This is the debugging story of a strange 12 minute hang I’d get after logging in to my SFTP server. It wasn’t the usual culprits, and it wasn’t any of the likely cloud complications. Instead it turned out to be an issue as old as POSIX itself.

The setup

Before we get bogged down in debugging, let’s set the scene. I run a FoundryVTT deployment for my D&D group. This consists of the FoundryVTT nodejs server itself, but also an OpenSSH SFTP server used to upload assets. This all runs on my small Kubernetes cluster on a bunch of cheap Hetzner servers.

FoundryVTT setup

Kubernetes networking is complicated to say the least. I have kube-proxy configured in iptables mode, so user packets can arrive to any node. Then, there are netfilter firewall rules to redirect each packet to the right pod. In the diagram above, all the red circles are sets of netfilter rules, and not actual processes. This is efficient since all the routing is done in kernel space without any copying, but it makes everything harder to reason about, and it introduces lots of uncertainties when debugging.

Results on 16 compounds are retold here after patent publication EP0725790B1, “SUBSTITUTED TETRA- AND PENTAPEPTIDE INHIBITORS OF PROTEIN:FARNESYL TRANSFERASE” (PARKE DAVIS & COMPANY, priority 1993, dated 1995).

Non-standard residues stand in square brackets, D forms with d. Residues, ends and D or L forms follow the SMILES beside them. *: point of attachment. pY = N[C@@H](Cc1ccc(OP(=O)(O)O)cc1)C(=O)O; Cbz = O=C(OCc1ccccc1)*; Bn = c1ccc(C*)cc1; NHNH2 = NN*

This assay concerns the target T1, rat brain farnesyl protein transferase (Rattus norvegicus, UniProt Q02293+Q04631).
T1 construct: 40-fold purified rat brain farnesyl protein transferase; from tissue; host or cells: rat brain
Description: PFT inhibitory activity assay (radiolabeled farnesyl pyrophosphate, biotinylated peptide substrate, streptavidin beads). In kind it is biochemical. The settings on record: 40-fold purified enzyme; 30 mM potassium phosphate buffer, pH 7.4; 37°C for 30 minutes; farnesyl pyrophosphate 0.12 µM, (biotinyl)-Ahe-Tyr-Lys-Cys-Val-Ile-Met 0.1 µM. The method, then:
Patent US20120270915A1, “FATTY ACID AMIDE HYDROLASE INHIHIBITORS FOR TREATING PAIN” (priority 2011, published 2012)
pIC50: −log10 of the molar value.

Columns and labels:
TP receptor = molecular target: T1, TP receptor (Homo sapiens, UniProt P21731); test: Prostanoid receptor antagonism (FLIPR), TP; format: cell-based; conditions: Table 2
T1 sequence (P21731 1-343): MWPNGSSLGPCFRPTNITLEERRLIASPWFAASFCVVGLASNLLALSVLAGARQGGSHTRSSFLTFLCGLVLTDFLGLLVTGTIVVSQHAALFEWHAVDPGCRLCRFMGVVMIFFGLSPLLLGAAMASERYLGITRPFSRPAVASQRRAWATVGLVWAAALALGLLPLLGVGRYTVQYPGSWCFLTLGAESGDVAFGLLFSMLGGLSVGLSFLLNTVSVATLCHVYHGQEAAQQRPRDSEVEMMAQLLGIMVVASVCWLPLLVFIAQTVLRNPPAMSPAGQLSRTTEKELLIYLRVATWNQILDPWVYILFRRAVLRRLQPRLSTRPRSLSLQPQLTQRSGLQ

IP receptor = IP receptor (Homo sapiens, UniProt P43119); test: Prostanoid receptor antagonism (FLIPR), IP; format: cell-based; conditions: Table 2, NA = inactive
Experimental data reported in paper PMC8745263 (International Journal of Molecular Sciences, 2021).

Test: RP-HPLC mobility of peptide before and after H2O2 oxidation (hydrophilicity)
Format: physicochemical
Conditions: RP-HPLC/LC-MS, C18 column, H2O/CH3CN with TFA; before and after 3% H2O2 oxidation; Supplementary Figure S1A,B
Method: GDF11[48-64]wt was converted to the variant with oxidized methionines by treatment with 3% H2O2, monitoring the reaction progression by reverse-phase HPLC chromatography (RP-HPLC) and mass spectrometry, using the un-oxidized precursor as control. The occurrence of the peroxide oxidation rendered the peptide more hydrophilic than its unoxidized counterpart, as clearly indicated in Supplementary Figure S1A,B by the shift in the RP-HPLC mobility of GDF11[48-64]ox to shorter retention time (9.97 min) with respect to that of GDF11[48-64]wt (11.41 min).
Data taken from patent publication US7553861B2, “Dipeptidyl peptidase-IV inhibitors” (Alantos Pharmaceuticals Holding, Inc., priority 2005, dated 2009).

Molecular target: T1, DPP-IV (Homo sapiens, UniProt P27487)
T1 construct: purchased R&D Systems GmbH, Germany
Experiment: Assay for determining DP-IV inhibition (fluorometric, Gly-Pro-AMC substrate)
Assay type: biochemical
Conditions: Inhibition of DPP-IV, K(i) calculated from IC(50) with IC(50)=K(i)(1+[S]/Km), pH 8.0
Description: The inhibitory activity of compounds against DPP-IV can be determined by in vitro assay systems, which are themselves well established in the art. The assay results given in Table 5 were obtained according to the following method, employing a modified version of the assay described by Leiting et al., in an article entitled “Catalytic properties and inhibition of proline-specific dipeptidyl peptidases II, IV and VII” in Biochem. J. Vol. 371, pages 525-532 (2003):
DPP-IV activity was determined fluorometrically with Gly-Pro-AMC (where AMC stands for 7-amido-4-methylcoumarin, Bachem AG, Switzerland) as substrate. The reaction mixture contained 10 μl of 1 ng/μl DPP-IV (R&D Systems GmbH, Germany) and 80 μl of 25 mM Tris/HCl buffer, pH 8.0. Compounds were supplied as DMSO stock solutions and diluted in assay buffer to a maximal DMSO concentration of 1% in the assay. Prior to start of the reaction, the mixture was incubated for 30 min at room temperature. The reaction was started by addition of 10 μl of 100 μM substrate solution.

Kubernetes has a good story for handling incoming HTTPS connections with ingresses. When a player goes to the game server address, DNS resolves to any one of the three nodes, the nginx ingress on that node receives the HTTPS connection, and reverse proxies it to the right pod. Practically, the ingress actually forwards the HTTP request to the service’s IP address, and there are netfilter rules on each host to rewrite that to the actual IPs of the pods implementing the service. One nice thing about this setup is that the ingress pod is a clear point where internal Kubernetes networking ends, and regular host networking begins. The ingress also has logs, which are a boon when debugging.